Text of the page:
Understanding family homelessness in New York City: an in-depth study of families' experiences before and after shelter

08/31/2005
Nancy Smith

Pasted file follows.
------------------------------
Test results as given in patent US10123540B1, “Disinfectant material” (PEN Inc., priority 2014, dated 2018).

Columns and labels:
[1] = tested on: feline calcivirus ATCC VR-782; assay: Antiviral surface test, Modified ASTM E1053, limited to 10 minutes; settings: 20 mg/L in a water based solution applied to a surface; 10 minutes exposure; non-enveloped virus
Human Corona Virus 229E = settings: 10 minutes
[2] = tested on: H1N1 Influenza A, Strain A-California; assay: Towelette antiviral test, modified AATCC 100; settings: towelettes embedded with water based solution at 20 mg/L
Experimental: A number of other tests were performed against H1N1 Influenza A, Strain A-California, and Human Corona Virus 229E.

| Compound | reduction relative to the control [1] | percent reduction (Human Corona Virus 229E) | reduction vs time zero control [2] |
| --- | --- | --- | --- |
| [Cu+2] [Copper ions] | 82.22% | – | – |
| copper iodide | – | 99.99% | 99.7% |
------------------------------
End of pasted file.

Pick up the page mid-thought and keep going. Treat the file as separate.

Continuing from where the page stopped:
Families are accessing homeless shelters in record numbers in cities across the United States, and New York City is no exception. After a 10-year period of relative stability, the number of homeless families in New York City grew by 22 percent in 2001 and by another 35 percent in 2002. By 2003, there were more than 9,000 families living in the city's homeless shelters on any given night. In response to this record demand for family shelter, in spring 2003 the Vera Institute of Justice collaborated with the New York City Department of Homeless Services, the New York City Department of Housing Preservation and Development, and the New York City Housing Authority to conduct a series of research projects on homeless families including mapping sources of homelessness, conducting a unique survey of homeless families residing in shelters, and analyzing patterns of recidivism among families who leave shelters. This report describes the key findings from this research and is intended to help city officials and service providers shift responses to homelessness towards more cost-effective and preventive approaches, which are less disruptive for families.